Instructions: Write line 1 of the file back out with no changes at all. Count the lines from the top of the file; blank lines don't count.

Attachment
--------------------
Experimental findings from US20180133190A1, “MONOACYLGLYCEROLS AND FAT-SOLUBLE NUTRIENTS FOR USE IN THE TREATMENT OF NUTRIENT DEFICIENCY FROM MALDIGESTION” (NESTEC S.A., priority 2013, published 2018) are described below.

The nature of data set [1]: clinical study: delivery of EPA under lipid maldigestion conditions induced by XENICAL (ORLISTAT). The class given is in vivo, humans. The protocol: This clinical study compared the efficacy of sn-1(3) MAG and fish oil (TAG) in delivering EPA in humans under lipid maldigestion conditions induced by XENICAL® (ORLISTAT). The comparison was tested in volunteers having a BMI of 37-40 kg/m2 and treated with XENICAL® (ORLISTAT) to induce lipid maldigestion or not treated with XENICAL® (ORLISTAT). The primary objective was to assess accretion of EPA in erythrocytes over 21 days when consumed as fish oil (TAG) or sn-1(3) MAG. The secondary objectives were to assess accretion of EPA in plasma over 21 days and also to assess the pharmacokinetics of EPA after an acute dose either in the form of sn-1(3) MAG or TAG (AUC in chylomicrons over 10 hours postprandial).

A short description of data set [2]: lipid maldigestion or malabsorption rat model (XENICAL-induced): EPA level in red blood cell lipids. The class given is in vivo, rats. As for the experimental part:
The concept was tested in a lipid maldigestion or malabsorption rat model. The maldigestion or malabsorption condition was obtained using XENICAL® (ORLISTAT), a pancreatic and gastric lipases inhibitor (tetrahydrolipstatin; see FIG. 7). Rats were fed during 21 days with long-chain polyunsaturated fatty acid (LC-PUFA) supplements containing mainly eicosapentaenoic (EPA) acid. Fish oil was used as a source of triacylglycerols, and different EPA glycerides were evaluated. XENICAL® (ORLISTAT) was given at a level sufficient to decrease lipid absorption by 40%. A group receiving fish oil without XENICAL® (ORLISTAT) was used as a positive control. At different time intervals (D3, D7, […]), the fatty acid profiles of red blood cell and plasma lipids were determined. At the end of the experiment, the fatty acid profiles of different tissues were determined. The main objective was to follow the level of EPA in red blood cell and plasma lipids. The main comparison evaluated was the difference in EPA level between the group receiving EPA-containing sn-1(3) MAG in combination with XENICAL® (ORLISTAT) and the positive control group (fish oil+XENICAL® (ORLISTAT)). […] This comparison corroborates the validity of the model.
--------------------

Experimental findings from US20180133190A1, “MONOACYLGLYCEROLS AND FAT-SOLUBLE NUTRIENTS FOR USE IN THE TREATMENT OF NUTRIENT DEFICIENCY FROM MALDIGESTION” (NESTEC S.A., priority 2013, published 2018) are described below.